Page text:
More recently, "The Wedding Crashers" proved that flat-out stupid endings won't cause a movie to suffer at the box office. The finale of this comedy made no sense in the context of the film as the four main characters essentially throw their hands up, say we're regressing to our earlier role of wedding crashing and we'll just drive off into the sunset.

This ridiculous conclusion only worked because there were enough laughs preceding it that audiences were inclined to remember the hilarious shenanigans at the guest house rather than the shitbomb of an ending.

'Crashers' is most relevant to me right now because I’m 75 pages into a comedy screenplay, charging hard towards the finish line and yet I am still at a loss as to how to wrap up the loose ends and make a finale that works.

This is turning into a paralyzing factor in my writing, and nearly as frustrating as soft-core pornography. We'll see how it turns out, although I'm nearly ready to slap anything into place to be able to write "The End" at the bottom of the last page.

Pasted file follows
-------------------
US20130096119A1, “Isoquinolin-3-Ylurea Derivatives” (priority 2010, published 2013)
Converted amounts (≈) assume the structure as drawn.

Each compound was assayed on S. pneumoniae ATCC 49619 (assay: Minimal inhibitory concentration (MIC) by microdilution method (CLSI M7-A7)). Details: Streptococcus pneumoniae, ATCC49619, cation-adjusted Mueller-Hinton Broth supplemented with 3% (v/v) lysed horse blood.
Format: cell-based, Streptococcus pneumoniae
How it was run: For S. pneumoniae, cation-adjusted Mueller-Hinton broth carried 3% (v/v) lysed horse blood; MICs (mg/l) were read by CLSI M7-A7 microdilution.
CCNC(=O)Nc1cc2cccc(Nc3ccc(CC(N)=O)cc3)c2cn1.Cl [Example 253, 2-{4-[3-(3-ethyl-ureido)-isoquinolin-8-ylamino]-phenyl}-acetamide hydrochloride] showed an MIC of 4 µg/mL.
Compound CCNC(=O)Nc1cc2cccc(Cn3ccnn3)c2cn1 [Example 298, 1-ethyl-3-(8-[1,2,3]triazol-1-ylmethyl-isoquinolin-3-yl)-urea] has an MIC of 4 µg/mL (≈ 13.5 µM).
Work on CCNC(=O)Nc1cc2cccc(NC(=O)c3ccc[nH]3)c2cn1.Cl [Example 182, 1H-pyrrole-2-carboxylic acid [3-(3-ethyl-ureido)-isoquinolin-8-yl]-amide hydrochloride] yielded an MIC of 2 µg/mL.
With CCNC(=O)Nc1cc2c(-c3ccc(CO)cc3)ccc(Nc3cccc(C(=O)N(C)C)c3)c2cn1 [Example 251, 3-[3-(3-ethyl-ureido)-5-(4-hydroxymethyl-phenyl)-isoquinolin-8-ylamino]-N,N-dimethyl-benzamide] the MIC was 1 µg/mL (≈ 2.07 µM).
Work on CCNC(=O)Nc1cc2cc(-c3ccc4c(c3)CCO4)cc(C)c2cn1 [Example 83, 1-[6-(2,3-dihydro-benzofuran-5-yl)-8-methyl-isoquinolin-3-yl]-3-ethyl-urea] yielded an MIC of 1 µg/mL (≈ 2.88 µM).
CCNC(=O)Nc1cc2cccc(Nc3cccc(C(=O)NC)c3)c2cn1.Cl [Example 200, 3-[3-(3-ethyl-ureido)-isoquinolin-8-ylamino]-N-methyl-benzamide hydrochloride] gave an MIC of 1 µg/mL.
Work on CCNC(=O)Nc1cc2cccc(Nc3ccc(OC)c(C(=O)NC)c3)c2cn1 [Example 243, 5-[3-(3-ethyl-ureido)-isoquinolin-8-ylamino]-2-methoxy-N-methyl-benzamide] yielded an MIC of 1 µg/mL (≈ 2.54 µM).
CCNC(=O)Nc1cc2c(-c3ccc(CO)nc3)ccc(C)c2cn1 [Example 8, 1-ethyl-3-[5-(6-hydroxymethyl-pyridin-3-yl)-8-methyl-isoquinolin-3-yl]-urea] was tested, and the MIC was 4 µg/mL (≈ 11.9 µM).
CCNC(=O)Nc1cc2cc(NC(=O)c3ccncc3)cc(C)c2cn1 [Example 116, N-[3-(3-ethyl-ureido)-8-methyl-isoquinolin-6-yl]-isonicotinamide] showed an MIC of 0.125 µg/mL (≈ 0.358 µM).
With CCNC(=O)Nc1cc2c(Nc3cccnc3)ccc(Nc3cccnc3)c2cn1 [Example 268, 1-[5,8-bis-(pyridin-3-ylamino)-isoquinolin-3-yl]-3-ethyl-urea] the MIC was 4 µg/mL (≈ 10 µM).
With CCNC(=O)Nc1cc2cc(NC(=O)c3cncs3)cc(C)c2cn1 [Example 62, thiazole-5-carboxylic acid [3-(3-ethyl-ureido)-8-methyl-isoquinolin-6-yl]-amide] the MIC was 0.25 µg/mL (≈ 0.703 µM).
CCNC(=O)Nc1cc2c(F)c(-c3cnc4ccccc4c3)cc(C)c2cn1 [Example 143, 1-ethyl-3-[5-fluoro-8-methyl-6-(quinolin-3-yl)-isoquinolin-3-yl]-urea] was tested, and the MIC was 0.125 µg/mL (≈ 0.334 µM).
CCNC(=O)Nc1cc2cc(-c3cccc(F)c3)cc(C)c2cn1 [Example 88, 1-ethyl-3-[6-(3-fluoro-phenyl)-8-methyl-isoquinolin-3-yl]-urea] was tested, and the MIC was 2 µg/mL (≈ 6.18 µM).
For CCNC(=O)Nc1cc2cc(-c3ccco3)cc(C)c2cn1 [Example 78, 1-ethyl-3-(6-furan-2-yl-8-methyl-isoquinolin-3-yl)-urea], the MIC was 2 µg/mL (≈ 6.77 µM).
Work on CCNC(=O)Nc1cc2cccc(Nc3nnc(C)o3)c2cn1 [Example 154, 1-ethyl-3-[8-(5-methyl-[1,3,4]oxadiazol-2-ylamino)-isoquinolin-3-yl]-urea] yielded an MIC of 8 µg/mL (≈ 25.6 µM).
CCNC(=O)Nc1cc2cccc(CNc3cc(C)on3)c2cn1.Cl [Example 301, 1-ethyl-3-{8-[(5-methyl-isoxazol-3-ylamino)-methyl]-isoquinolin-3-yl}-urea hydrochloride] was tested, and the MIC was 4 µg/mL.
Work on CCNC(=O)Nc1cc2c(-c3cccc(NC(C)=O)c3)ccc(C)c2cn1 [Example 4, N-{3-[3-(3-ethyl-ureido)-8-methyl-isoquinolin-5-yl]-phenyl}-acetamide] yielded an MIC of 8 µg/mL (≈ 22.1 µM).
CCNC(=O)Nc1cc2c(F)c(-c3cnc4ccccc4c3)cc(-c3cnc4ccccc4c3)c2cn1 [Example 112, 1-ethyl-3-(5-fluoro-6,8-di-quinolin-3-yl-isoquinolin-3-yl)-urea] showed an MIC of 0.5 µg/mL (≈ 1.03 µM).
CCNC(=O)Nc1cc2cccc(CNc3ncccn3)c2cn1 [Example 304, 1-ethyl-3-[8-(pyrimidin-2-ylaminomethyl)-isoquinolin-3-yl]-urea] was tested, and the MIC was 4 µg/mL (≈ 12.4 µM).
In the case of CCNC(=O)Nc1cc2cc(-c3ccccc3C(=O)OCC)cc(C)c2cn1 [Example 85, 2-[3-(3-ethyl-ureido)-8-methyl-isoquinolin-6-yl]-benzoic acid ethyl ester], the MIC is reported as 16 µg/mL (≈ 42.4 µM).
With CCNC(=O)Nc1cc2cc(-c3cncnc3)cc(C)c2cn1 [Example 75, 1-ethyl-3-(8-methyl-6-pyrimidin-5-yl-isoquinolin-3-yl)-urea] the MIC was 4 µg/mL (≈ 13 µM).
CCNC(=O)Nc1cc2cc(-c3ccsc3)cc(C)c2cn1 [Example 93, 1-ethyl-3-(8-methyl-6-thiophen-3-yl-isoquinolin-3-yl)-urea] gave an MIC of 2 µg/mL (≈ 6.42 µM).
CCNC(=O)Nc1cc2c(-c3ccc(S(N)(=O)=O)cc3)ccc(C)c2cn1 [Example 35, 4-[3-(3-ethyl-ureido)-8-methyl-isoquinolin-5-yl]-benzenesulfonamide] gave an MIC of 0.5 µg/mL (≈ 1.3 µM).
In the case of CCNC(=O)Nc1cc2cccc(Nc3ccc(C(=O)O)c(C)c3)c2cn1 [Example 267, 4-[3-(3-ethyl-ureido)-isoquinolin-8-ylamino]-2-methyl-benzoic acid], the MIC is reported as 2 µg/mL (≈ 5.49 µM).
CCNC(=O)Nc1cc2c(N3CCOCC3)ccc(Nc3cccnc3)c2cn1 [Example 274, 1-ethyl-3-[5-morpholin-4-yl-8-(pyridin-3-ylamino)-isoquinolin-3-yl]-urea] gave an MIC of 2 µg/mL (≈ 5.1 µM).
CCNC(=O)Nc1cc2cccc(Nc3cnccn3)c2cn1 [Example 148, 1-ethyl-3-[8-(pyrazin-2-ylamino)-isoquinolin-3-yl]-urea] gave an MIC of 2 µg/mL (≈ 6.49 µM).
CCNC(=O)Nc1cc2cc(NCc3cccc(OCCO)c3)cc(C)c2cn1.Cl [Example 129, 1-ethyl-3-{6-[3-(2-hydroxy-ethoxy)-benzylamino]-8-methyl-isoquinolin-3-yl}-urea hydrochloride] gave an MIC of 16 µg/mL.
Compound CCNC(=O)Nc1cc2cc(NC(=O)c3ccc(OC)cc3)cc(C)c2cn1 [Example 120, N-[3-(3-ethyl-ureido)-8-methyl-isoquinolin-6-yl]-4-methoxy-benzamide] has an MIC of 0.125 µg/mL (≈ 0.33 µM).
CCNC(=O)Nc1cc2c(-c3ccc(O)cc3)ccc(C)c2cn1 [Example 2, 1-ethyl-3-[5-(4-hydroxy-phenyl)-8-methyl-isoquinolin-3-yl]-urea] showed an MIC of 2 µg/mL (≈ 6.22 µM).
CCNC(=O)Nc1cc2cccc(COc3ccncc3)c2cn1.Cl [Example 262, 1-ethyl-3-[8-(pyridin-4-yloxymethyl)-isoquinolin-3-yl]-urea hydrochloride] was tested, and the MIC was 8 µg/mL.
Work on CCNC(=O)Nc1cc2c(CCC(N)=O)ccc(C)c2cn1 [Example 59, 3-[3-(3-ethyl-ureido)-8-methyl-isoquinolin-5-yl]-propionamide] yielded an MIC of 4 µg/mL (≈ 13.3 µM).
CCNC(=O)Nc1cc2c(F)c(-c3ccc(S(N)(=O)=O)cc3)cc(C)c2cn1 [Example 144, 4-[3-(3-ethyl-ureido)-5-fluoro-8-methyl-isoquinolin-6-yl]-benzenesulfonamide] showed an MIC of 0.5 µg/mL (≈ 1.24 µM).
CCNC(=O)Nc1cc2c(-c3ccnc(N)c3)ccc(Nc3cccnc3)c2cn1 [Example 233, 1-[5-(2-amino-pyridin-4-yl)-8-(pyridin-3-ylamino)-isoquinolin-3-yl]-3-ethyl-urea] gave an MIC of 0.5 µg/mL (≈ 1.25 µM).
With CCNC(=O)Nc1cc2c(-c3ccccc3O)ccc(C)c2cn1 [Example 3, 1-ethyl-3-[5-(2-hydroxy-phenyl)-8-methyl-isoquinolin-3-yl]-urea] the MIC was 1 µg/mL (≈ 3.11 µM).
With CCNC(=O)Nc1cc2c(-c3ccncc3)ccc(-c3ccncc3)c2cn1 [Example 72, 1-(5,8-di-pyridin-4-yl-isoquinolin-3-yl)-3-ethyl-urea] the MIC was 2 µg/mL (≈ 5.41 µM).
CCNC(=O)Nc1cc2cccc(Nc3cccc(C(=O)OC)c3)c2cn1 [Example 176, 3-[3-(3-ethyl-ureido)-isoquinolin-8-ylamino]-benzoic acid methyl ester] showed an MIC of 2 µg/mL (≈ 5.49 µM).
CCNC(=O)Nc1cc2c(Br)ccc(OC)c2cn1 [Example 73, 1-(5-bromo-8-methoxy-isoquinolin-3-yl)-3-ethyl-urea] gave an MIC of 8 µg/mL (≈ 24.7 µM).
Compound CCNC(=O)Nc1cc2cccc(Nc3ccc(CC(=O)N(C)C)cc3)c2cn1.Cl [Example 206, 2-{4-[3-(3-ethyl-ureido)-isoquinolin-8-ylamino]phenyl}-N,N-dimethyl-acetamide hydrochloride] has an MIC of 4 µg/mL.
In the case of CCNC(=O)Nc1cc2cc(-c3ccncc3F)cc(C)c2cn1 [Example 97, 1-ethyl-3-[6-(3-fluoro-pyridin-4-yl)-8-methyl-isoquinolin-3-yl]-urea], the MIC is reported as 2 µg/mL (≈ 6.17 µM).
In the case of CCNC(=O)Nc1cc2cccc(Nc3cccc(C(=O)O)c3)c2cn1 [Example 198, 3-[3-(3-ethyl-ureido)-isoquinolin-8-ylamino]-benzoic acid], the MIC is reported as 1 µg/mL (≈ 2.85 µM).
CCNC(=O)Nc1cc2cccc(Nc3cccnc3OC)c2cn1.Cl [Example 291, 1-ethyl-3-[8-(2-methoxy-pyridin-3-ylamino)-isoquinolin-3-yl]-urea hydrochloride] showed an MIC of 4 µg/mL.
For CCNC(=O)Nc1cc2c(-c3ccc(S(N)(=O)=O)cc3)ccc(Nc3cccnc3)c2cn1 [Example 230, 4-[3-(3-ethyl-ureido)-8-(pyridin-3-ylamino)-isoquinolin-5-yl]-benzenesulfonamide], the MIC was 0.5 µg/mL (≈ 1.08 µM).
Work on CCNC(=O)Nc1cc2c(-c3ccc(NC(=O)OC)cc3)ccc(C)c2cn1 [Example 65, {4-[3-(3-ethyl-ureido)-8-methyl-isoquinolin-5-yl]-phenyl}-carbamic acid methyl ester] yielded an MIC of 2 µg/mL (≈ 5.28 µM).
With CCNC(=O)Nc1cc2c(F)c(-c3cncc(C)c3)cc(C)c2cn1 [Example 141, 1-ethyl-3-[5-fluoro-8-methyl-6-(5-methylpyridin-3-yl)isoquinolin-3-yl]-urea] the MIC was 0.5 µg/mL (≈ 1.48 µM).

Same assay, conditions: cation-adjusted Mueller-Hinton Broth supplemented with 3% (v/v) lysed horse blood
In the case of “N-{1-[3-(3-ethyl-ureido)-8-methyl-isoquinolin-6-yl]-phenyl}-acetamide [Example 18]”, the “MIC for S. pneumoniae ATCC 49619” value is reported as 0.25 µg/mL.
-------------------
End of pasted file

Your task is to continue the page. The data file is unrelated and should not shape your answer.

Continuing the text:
But then I think of Brown and many others who have butchered endings with sharpened steak knives and it's back to the drawing board because when you nail a conclusion that matches the initial wonder at some fictional world, then you've hit the bulls-eye.

The chances of missing it are large, but it's better to aim for the target than to simply shoot yourself in the foot.



  1. I call these "an then a miracle occurred endings" when clearly an author -TV/Movie/WhatEv, has no idea what to do. They are annoying. At least HEROES is giving it's viewers solid writing and a plot that was actually put together BEFORE the writing started. Novel (forgive the pun)idea.

  2. so you found Crashers funny... to each his own...

    When I read books I never read the end. The ends are always dissappointing. As for movies, same goes.
    Video game endings are the worst. If I played that far into the game, I want to play more, the ending just means there's no more to play.

  3. JLee Says: